BAGHDAD, Nov. 5 -- Former Iraqi president Saddam Hussein was found guilty by a special tribunal Sunday of crimes against humanity for the torture and execution of more than 100 people from a small town north of Baghdad 24 years ago. He was sentenced to death by hanging.
"Long live the people!" Hussein shouted as the verdict began. "Down with the stooges! Down with the invaders! God is great!"
I agree. God is great, and he's just, too.
The verdict and sentence will automatically be sent to a nine-judge appellate panel for appeal. That panel has wide latitude to review the case and call for additional testimony, and it has an unlimited time to rule. But once it does, any sentence must be carried out within 30 days.
Celebratory gunfire rang out over Baghdad as jubilant Iraqis expressed their happiness with the outcome by racing to rooftops, front yards and windows to fire into the air. National television showed smiling Iraqis dancing in the streets of cities around the country, including in the Sadr City neighborhood of Baghdad, which technically was under an all-day curfew.
In the Tikrit, Saddam's home town, thousands of people reportedly took to the street in defiance of the curfew, many crying and screaming and firing guns into the air in anger. "With the soul and blood we sacrifice for you Saddam!" some protestors screamed. Protestors in Tikrit attacked the local Iraqi army base with light weapons. No casualties were reported.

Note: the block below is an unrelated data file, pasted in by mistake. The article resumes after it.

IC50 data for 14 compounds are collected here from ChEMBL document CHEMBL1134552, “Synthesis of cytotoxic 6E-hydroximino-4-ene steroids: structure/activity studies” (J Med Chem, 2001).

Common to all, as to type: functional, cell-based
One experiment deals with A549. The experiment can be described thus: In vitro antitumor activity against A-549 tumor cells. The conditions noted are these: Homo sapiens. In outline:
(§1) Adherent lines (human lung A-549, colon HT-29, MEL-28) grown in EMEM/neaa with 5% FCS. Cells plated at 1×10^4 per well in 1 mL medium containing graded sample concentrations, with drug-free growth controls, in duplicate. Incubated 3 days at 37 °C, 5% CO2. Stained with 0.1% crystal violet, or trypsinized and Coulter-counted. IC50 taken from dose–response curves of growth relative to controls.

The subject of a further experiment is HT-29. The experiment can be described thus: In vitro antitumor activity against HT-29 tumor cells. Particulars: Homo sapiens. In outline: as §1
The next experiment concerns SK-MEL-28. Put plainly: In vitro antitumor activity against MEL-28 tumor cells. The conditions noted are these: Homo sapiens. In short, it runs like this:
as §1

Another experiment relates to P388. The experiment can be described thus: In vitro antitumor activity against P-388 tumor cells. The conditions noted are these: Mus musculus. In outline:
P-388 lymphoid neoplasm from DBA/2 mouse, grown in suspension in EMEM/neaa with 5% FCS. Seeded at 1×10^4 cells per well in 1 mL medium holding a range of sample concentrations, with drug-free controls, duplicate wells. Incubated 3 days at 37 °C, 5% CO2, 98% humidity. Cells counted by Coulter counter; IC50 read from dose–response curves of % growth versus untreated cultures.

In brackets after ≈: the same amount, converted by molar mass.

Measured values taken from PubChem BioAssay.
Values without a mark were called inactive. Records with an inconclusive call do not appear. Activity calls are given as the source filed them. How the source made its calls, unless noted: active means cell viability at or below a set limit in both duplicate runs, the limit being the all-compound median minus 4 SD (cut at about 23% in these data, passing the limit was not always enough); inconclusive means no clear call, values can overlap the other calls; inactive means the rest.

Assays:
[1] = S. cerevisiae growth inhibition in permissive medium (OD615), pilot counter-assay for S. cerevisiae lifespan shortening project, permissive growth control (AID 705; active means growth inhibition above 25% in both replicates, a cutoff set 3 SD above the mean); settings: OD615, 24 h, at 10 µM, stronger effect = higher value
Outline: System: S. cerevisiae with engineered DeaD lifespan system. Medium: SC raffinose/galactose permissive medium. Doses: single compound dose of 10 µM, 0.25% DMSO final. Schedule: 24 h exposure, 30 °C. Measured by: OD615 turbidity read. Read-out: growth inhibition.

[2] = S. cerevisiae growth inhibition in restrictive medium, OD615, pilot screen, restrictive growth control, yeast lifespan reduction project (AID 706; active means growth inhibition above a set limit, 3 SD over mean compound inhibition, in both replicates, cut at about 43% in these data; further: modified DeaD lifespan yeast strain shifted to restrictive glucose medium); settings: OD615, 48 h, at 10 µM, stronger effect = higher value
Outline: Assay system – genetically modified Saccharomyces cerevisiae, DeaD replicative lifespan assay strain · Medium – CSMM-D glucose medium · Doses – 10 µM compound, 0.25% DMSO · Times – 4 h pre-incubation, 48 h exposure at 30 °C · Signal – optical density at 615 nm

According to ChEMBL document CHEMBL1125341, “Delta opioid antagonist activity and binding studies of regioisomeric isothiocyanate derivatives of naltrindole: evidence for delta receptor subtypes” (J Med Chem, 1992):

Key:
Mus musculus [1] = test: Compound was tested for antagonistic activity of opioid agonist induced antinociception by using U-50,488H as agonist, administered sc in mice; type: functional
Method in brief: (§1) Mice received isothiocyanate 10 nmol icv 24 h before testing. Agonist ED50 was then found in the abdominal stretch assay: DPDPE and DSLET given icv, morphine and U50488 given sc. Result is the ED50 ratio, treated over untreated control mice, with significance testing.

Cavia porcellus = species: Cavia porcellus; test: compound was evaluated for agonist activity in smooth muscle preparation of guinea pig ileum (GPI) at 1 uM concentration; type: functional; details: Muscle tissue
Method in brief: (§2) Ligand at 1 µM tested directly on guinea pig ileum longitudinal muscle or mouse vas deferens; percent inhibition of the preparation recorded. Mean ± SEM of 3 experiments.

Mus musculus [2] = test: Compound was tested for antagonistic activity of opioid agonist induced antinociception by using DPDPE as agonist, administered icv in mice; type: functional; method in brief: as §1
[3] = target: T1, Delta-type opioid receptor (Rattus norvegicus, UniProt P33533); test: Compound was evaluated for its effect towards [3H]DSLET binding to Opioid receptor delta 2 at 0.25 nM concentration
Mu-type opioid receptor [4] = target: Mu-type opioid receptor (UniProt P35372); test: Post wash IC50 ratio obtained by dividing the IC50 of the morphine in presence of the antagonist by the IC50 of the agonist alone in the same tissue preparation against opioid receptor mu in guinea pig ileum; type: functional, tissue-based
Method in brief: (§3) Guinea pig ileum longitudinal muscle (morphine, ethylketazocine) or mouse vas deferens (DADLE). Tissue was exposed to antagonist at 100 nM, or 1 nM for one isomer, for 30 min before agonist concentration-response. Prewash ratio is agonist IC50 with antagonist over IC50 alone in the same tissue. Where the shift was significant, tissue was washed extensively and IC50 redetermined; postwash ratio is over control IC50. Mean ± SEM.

One of the key points in Iraq's halting transition to democracy is highlighted by the verdict. Sunnis in Tikrit and in other locations will think of the verdict as "Shiite government convicts Sunni ex-leader," rather than as "democratic government convicts vicious murderous despot." That transition, it seems, will take a lot more time. Still, one would hope that Sunnis could recognize the case against Saddam for what it is, and not for the religious overtones. This, for example, is not helpful.
"This government will be responsible for the consequences, with the deaths of hundreds, thousands or even hundreds of thousands, whose blood will be shed," Salih al-Mutlaq, a Sunni political leader, told the al-Arabiya satellite television station.
It would be beneficial if such encouragement to violence, like yelling "Fire!" in a crowded theater, were suppressed, voluntarily or not. Yes, I know about free speech, but inciting your followers to murderous rage does not fall under any free speech exception that I know.
The sentencing had at least one humerous moment.
Today's session began with the eviction of former U.S. attorney general Ramsey Clark for insulting the tribunal as "a mockery of justice" in a memo he sent to Chief Judge Abdel-Rahman, a no-nonsense jurist with a perpetual scowl who ran a tight courtroom. "This statement presented by the American lawyer Ramsey Clarke -- how would I describe it? I don't know. He presented a statement ridiculing himself, not the country. He's a laughing stock. Get him out of the court."
"A laughingstock." I couldn't have said it better myself.
Lots more at Memeorandum.
11/5/06 1015: Curt at Flopping Aces has video of the verdict and sentencing.